Welcome to WebmasterWorld Guest from 126.96.36.199
I had not thought about this, but apparently blue_widgets.html is considered 1 word, where as blue-widgets.html is considered 2 words. So for multi-word titles used as static HTML names, it looks like using a hyphen is far better than using an underscore. A brief look at the SERPS does confirm this.
Since then, DMOZ changed the way their breadcrumb trail is coded, so now the keywords that come from the url are not connected by underbars. That change made this point harder to prove (and the DMOZ pages easier to find), except that we have Matt's confirmation so there no longer should be any debate,.
Avoid spaces as these get changed to %20 which makes things%20very%20hard%20to%20read%20indeed.
Hyphens are a good idea, but dots, commas, and colons work just as well. In fact, visually, I prefer dots, like: www.domain.com/folder/sub.folder/this.page.html.
When I asked on here a while ago it was suggested that:
wasn't as good as:
I bought the later, although I prefered the former based on their opinions.
(Both keywords described my site well so I didn't consider it spamming)
It seems like decisions on here are extrememly split on the item of using hypens in domains.
They are not seen as being separate words by search engines
then why are they bolded in the serps im looking at right now?
Google changed their parser some time ago. But Google is not the only search engine, and may not remain the dominant search engine forever (AltaVista was king just a few years ago, and where are they now?)
I thought hyphens in a domain name was a BIG no no?
a-long-keyword-stuffed-domain-name-with-many-hyphens.com would surely send up a flag if your site was a candidate for a hand review. Not very easy to type-in, either.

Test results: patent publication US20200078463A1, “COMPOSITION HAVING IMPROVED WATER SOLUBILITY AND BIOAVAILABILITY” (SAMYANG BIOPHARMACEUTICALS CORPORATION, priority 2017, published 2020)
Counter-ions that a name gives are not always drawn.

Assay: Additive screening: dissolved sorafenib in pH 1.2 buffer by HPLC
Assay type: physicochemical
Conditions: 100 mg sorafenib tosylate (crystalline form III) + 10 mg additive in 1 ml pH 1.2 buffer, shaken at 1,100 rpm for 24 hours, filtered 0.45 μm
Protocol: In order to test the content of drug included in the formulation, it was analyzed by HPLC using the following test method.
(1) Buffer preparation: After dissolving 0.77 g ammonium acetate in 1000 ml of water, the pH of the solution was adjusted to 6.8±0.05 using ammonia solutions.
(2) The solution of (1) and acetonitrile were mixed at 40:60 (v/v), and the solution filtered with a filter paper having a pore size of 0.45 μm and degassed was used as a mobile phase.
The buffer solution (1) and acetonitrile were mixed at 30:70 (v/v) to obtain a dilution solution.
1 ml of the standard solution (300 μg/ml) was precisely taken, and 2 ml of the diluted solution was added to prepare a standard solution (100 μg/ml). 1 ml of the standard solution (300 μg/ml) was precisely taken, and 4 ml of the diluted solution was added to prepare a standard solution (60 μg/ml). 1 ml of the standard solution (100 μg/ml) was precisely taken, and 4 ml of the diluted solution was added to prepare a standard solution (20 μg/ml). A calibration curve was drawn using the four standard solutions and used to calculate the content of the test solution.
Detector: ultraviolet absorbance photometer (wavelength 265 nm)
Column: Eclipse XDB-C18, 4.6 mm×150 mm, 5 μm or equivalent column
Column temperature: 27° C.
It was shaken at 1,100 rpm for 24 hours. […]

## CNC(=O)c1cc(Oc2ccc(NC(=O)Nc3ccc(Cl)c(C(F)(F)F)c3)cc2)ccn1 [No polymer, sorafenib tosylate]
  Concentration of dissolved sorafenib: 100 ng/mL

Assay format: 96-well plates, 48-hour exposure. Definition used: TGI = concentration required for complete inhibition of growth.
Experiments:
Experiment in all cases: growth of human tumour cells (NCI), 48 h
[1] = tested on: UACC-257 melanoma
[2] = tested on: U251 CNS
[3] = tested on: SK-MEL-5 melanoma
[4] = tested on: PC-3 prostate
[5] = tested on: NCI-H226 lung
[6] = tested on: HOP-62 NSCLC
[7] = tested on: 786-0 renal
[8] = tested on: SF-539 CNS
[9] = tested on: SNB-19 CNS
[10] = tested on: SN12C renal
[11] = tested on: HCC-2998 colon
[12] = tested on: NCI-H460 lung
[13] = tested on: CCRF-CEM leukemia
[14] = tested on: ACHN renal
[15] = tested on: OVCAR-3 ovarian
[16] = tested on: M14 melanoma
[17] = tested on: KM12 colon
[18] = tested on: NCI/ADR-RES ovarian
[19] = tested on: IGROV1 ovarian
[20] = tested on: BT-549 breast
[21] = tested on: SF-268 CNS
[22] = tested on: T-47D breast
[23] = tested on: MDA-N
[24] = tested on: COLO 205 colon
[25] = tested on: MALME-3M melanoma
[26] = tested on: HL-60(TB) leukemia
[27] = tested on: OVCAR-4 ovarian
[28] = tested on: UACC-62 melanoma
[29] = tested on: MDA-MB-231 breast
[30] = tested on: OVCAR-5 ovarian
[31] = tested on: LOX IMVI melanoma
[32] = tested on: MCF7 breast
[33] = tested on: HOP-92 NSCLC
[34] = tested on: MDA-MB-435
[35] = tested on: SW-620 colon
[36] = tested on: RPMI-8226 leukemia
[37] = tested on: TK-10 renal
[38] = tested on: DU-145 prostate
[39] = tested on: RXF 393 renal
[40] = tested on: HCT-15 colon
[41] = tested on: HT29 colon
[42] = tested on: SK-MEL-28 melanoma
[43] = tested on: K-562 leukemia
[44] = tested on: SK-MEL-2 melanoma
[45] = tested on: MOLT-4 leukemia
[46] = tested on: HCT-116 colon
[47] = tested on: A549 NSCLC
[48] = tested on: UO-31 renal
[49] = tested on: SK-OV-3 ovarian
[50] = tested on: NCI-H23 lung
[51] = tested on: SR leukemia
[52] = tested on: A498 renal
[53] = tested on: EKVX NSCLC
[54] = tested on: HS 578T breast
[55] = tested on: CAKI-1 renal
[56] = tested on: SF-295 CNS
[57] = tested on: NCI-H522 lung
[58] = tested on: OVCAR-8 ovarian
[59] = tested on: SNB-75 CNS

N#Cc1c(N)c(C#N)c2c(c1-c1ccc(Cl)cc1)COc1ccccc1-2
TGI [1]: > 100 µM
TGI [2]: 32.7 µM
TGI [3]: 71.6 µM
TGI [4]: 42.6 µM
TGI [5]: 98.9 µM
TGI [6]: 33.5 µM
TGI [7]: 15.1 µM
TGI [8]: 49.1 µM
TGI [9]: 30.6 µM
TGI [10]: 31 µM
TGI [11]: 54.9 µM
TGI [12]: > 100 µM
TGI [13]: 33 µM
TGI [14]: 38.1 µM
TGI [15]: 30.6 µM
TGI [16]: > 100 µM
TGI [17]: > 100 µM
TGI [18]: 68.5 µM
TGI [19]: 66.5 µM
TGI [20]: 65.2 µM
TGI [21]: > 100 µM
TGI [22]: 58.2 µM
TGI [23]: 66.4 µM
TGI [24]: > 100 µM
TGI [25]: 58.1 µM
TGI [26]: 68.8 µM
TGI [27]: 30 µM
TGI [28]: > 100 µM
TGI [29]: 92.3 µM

There is no single correct answer to these questions, but you can either try to stay in the safe zone by using hyphens rather than underscores in URLs because they have been handled correctly by all major search engines for a much longer time, and limiting your use of hyphens in domain names to one or two, or you can take risks by going outside of the lines. The answer is different depending on whether you have a branded domain name that you want to use forever, or a large collection of 'disposable' domain names, with no need for branding or long-term survival.
Here is a very relevant thread which Matt posted on his own blog at August 25, 2005, which you might find of interest.
[edited by: Brett_Tabke at 12:47 am (utc) on April 23, 2006]
[edit reason] please - no blog links and absolutly NO copied in content on this system. [/edit]
why are they bolded in the serps im looking at right now
I've looked hard at that question. In my view, the bolding on the SERPs page is a character matching routine, added as a final layer at page creation time to help users see their keywords in the results. But the fact that a character string is bold is not tied to the scoring algorithm itself.
There are also some purely user friendly reasons I don't use underbars in page names. For instance, if the link is underlined, the underbar character can be hard to notice. Also it can be nearly impossible to communicate over the phone. I like keeping things simple, and "dash" is simple.
Parallel issues can come with the tilde [webmasterworld.com].
But that does not change my view that it is easier to read a filename with underscores (because it looks more like spaces), and IMHO think the search engines should look at filenames and read them in a fashion that searchers do.
Unfortunately, common sense does not always go along with intelligence.
Back to watching
I get the default Wikipedia but as second result I get eclipse, which doesn't even have the word Main Page on the page nor in the source nor in the document in the cache.
then several other big sites obviously given a hand coded PR, none featuring Main Page
Only on page two I start having pages actually containing the words close together.
Serious hand PR delivery there...
On a search for Main_Page I get the expected list of Wikis.